The Art of the Virus
Luke Jerram turns viruses into sculpture. Why would anyone do this?
Luke Jerram is an artist based in Bristol, UK, who creates glass sculptures of pathogens, including the viruses HIV, coronavirus, smallpox, and swine flu as part of a project he calls “glass microbiology.” In 2009, the Mori Museum in Tokyo exhibited his swine flu sculpture in a show called Medicine and Art, along with works by Damien Hirst, Andy Warhol, Marc Quinn, and Leonardo da Vinci. Earlier this year, the Heller gallery in New York City showed some of Jerram’s glass virus sculptures, including HIV. Some of the HIV sculptures can be seen now at the Wellcome Collection in London, the Bristol City Museum, and the Corning Museum of Glass in Corning, NY. For more about Jerram’s work, see www.lukejerram.com.
What gave you the idea to make glass sculptures of viruses?
I am red-green color blind, and I am interested in how we see and perceive the world and in exploring the edges of perception. I am interested in looking at things that we can’t see with our own eyes. When looking through telescopes and microscopes, you start to realize that there is a discrepancy in what you see and the imagery that you see presented through the media and the press. Viruses in the press are often artificially colored using Photoshop and things like that so the public believe that the viruses are these brightly colored things, whereas actually they are transparent and three-dimensional, so that’s why I made them transparent and 3-D.
What color do most people think viruses have?
Oh, just reds and yellows, and pinks and purples. Interestingly, an electron microscopic image will be black and white, but then those images sometimes go to organizations like the Science Photo Library in London, where they actually Photoshop them to give them a greater emotional content. Sometimes they are very pretty; sometimes they are decorated like poisonous fungi. Then they sell those images to journalists. Journalists phone up and say, ‘I need some healthy looking bacteria,’ and they’d say, ‘Oh yeah, you need the green and white ones.’ When journalists want some dangerous looking bacteria, they would say, ‘You need the purple and yellow ones.’ It’s just very confusing for the public because the public doesn’t know whether it’s Photoshopped and colored for scientific reasons or for aesthetic reasons, to add emotional content, and you don’t know who created them. It’s just complicated and confusing, I think.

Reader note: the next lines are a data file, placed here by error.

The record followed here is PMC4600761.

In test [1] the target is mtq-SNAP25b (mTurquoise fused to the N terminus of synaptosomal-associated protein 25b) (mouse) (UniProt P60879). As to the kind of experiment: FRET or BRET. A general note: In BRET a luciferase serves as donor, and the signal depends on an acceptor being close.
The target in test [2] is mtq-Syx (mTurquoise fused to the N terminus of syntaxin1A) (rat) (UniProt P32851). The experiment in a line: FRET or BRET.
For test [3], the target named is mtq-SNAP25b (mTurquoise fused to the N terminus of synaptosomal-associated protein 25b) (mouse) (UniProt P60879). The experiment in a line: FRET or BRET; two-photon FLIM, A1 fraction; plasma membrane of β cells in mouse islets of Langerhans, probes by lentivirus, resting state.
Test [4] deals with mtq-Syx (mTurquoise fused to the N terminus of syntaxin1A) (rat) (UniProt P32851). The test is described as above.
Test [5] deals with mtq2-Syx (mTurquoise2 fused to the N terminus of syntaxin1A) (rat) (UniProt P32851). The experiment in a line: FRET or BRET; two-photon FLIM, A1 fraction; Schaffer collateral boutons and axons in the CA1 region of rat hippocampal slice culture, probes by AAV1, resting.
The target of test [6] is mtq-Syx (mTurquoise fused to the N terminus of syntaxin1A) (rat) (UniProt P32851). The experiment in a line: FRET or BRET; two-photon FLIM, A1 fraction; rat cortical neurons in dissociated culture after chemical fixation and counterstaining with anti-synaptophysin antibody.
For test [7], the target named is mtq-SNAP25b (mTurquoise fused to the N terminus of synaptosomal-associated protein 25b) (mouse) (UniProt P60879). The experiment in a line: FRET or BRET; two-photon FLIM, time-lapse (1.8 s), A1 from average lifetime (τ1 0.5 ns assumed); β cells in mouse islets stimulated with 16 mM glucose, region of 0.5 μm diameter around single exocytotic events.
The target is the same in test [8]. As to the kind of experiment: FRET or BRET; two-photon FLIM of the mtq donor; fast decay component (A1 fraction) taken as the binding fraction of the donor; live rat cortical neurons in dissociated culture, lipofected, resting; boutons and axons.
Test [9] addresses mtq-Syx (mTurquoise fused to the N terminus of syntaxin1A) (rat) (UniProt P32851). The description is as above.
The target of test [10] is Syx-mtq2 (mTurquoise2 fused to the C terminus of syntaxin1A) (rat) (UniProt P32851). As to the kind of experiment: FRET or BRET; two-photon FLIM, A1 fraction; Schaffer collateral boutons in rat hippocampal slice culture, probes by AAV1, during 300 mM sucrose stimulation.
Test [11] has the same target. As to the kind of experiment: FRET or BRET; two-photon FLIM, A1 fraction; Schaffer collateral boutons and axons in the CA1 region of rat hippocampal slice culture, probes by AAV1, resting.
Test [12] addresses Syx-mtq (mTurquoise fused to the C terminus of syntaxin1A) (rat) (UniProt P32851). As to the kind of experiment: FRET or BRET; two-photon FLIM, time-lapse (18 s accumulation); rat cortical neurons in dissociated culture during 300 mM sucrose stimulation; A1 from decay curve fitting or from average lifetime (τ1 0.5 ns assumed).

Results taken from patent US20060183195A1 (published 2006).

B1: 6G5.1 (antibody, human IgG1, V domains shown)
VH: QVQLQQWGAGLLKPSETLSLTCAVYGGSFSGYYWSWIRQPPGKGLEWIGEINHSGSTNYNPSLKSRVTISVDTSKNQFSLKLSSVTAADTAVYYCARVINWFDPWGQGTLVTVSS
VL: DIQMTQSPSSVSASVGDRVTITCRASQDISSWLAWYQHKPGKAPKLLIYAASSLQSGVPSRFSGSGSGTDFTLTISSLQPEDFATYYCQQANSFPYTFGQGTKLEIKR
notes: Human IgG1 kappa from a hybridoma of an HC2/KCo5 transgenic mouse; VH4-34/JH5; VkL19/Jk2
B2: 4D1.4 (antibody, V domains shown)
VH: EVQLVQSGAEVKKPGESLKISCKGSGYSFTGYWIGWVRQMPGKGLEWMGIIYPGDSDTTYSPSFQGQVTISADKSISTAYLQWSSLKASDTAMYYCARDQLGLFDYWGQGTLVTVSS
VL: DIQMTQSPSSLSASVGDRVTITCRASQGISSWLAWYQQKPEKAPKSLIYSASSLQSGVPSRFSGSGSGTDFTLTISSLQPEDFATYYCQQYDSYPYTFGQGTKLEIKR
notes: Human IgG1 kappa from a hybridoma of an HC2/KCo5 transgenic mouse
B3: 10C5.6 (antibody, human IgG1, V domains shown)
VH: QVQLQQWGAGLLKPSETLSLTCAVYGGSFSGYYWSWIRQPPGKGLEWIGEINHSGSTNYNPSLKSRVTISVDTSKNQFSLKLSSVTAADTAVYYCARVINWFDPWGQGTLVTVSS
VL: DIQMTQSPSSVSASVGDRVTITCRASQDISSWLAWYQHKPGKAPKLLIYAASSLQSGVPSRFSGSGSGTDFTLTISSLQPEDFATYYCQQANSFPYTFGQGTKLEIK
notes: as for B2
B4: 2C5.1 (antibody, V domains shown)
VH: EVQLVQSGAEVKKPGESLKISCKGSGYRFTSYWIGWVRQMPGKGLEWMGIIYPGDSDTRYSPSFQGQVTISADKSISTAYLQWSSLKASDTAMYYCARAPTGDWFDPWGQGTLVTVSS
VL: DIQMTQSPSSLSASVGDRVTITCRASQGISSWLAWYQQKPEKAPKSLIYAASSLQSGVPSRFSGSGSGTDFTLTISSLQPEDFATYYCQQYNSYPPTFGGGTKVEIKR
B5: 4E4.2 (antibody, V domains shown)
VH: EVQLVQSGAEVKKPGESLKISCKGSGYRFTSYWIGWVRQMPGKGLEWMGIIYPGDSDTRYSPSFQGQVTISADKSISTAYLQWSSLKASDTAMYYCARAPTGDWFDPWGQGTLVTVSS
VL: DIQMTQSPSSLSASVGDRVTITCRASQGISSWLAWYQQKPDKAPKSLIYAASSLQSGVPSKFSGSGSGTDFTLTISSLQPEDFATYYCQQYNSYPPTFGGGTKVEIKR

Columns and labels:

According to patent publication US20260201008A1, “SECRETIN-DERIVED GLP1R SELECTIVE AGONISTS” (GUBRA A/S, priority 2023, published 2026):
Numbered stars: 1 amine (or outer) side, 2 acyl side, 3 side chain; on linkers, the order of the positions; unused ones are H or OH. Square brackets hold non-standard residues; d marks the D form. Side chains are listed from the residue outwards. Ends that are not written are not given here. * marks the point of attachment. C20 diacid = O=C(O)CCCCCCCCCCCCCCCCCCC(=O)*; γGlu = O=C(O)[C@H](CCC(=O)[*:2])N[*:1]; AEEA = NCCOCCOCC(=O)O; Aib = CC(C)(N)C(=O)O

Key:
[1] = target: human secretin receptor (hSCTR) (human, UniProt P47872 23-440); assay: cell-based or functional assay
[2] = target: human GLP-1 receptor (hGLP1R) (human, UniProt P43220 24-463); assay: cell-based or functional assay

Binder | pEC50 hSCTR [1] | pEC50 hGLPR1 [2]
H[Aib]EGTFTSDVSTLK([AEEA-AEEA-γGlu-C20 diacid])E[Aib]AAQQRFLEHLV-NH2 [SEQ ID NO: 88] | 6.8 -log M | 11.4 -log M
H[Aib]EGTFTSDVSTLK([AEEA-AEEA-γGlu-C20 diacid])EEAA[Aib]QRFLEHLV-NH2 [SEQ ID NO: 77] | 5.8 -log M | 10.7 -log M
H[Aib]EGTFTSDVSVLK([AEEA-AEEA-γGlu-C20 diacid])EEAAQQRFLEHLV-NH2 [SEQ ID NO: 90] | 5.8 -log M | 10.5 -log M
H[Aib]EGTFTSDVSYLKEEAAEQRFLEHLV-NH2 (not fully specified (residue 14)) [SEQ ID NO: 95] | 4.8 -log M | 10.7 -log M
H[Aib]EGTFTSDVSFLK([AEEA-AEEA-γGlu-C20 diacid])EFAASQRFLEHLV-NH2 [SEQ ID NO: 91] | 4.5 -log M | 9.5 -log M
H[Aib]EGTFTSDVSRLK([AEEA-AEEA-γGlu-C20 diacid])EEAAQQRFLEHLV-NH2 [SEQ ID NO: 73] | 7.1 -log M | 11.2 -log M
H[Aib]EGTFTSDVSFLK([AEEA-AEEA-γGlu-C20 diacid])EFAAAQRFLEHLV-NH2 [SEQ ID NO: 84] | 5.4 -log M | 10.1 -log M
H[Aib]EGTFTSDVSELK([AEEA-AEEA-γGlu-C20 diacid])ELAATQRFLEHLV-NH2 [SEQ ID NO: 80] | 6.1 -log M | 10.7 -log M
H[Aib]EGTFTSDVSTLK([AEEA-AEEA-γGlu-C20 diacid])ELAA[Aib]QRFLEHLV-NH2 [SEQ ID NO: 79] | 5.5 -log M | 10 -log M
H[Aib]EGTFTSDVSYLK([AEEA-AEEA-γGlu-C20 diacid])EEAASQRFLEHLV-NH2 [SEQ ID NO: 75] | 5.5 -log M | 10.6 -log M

Why did you choose viruses, and HIV in particular?
Well, viruses are right at the edge of what you can see with an electron microscope. If you look at images of viruses through an electron microscope they are incredibly blurry and out of focus. So when I am speaking with virologists about what the viruses look like, we have to sort of jump between what we see through an electron microscope and what we can understand through models and through looking at diagrams. The sculptures are a combination of electron microscopic imagery and diagrams of viruses. I have done a number of viruses and I do ones that generally people are aware of and care about.
Would you say the sculptures are beautiful?
Yeah, it’s interesting. The objects are very beautiful, but when you realize what they are then they are slightly repellent, so that creates an interesting tension.
How do people respond to them?
They are generally amazed. People suffering from HIV send me stories thanking me for making the sculpture. They are unable to visualize it and now they are able to see the devil, the likely cause of their own death.
How do you make the sculptures and how long does it take to create one?
It takes a number of months. I collect all visualizations of the same virus and then I meet with a virology expert and do some drawings and we talk about what it would actually look like and about different ways to represent different components. Then I send drawings to my glass team and we do prototypes and test those out. I am often coming up with designs that physically won’t withstand forces of gravity, so you are dealing with the limitations of glass blowing. Sometimes designs are just too fragile to be made and shipped and transported, so there are lots of complications, but it’s a lot of fun.
Are there any issues when you ship sculptures named after viruses?
Yeah, I have to code them. I can’t say this is an HIV sample or SARS. I have to give them a code name so that they can go through customs. I had a friend who took a sample on the airplane and we couldn’t say, ‘You know, I am just carrying my smallpox sample through the airport.’ It just wouldn’t go down very well.
What do you name them?
I couldn't say that. I could get in trouble.
What are you going to do next?
I have been invited to do a residency at the Museum of Glass in Tacoma, Washington. We may end up making a huge virus sculpture there.
Interview by Andreas von Bubnoff; Photograph of Luke Jerram by Thes; Photograph of glass sculpture by Luke Jerram